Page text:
Government Outlines Future Commitments to Smart Power
Government response to National Infrastructure Committee recognises need for review
The Government responded yesterday to the ‘Smart Power’ report from the National Infrastructure Commission (NIC).
The NIC report advocated the use of power interconnection, energy storage, and demand flexibility, in order to create a greener and more flexible energy system, and includes a call for reduced regulation and a removal of barriers to innovation.
The response addresses the wide range of recommendations from the NIC on what Government should be doing to increase smart power capacity and innovation in the UK energy industry.
This includes the allocation of at least £50 million for innovation in energy storage, demand-side response and other smart technologies and promises a DECC and Ofgem call for evidence on a smart systems route map. The call for evidence will be published shortly, and proposals for reforms are to be set out by spring 2017.
Electricity storage is seen as an area of high potential for the UK, and this response recognises the need for a legislative review to give energy storage a more equal footing with energy production. The Government is also exploring the potential for installing battery storage alongside solar panels on various sites, as a part of providing demand flexibility from the government estate.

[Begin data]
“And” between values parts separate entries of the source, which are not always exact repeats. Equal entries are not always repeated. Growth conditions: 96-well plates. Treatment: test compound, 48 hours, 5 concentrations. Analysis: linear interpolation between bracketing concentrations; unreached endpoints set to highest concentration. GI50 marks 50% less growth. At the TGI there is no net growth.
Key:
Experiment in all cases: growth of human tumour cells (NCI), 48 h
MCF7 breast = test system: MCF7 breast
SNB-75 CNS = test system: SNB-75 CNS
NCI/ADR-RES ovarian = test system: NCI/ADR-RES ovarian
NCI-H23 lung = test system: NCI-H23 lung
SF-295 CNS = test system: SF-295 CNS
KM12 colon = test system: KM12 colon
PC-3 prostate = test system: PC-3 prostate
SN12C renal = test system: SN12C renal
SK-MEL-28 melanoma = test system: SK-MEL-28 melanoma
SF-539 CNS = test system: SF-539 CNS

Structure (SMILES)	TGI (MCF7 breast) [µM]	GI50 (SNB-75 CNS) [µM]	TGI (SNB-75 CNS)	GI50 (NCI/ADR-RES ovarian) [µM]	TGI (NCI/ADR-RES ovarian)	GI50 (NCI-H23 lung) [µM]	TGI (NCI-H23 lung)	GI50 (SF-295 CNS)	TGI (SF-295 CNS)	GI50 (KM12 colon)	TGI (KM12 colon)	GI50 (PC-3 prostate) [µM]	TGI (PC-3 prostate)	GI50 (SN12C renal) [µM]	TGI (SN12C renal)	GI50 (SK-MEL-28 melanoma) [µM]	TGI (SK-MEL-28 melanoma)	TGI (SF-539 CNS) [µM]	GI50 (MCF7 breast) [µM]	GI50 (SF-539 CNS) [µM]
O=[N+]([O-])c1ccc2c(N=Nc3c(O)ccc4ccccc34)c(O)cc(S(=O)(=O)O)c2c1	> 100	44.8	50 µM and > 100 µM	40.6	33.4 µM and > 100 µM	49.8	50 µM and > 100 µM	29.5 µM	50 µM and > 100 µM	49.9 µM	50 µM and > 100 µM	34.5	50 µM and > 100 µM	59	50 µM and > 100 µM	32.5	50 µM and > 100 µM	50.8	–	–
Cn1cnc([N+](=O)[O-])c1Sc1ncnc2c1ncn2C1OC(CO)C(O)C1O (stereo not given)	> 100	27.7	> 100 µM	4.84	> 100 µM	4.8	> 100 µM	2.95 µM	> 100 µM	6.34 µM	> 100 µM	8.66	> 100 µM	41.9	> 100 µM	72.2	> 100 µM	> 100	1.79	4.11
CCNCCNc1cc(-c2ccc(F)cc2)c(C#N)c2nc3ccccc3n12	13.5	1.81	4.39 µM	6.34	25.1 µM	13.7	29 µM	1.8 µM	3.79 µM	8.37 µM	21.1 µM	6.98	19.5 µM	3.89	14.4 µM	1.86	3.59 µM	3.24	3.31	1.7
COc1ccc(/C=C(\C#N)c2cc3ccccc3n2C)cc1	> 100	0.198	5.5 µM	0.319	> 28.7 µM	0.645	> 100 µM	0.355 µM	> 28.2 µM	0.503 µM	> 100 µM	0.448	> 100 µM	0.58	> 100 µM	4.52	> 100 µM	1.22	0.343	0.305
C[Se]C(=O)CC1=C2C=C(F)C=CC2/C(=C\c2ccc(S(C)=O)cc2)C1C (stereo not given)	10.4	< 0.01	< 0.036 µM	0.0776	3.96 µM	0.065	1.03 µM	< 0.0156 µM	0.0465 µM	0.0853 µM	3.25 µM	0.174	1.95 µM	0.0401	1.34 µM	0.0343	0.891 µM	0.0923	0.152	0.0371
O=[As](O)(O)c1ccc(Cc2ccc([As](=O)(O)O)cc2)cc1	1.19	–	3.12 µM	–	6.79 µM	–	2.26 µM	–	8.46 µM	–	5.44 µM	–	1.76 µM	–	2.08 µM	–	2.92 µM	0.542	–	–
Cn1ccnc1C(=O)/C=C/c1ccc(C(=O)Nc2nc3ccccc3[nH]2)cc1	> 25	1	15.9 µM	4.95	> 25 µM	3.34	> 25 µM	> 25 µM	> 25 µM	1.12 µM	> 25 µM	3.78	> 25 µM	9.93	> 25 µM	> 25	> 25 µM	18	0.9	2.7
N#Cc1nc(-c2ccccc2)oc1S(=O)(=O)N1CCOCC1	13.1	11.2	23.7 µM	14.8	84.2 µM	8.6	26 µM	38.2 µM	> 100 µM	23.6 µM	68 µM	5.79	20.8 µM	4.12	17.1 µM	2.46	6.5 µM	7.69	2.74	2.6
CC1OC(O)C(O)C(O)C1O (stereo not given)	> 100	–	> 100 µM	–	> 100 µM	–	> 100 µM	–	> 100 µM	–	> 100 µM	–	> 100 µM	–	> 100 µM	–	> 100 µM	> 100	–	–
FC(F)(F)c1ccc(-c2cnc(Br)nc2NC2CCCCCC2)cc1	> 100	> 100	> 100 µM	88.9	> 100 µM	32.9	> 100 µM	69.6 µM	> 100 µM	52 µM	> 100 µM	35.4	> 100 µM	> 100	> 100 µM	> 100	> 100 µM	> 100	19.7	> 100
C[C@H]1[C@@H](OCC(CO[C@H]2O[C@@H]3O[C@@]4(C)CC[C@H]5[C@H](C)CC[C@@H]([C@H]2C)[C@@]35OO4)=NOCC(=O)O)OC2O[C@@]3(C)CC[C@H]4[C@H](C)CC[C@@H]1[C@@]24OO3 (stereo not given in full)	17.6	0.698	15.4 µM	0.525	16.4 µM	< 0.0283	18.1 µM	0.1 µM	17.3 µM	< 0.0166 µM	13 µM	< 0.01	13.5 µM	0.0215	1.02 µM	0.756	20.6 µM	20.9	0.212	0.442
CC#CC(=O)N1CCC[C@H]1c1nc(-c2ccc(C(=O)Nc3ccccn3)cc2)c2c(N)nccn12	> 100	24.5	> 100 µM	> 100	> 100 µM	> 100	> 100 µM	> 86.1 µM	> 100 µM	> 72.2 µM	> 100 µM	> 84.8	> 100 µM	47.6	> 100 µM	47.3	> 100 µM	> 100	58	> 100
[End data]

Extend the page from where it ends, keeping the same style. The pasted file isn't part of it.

The response outlines current work with Norway and Iceland on Interconnectors, and includes a desire to support market delivery of at least 9GW of additional interconnection capacity.
Views on process changes to the capacity market will also be sought through the Ofgem call for evidence. DECC will also monitor how the capacity market might need to evolve over time, with a full review taking place in 2019.
Over the summer, Ofgem will also be consulting on a revised System Operator incentives scheme.
Together with Ofgem, DECC plans to present a further assessment on the transition to more Actively Managed Local Networks in the forthcoming call for evidence and, in the government response later in 2016, will set out how and under what timeframe this transition should best take place.
Policy Exchange has launched a new project on smart power based on the current discourse on smart energy and reports from Ofgem, NIC, and DECC, and posted their synopsis today.
For more information, please feel free to contact Charles Wood.
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